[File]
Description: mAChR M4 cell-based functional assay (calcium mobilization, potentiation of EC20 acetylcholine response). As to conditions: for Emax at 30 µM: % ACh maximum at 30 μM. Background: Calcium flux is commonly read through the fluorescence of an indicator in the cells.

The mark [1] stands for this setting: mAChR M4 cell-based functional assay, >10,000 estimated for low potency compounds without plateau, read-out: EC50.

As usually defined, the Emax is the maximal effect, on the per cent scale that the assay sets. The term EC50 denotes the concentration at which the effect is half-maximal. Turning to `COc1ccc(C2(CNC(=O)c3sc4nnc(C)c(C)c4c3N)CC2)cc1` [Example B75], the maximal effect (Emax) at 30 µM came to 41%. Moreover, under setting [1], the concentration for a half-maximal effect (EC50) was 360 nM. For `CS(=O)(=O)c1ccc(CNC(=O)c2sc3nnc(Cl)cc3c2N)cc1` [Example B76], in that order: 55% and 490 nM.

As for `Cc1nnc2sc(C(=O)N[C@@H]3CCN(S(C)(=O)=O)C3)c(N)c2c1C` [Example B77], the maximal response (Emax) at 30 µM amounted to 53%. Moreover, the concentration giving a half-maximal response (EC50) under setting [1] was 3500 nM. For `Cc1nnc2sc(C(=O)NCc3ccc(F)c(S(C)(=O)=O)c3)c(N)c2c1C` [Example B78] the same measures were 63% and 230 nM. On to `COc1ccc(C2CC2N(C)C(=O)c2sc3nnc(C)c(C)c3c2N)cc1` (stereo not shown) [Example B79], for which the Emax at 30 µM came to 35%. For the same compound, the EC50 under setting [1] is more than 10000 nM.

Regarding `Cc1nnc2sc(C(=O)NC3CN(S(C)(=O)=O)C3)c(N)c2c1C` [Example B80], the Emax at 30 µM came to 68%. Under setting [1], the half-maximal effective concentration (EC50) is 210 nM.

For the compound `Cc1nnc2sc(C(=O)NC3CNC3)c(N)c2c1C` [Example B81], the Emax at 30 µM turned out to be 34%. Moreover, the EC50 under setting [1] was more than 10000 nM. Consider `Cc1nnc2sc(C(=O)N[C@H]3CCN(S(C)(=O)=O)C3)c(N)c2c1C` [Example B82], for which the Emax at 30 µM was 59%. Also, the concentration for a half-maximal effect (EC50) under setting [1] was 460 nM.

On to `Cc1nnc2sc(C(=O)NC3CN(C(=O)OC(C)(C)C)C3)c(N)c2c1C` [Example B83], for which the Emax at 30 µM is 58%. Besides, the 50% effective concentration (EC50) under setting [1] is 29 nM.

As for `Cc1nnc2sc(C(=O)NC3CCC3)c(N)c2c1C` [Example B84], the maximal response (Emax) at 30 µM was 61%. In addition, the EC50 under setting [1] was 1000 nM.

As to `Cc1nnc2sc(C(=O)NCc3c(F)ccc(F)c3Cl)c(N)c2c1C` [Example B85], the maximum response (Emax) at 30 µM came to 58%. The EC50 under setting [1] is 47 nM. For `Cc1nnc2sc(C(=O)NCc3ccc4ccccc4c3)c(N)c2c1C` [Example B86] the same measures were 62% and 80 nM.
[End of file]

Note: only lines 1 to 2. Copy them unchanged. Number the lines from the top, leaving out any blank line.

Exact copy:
Description: mAChR M4 cell-based functional assay (calcium mobilization, potentiation of EC20 acetylcholine response). As to conditions: for Emax at 30 µM: % ACh maximum at 30 μM. Background: Calcium flux is commonly read through the fluorescence of an indicator in the cells.

The mark [1] stands for this setting: mAChR M4 cell-based functional assay, >10,000 estimated for low potency compounds without plateau, read-out: EC50.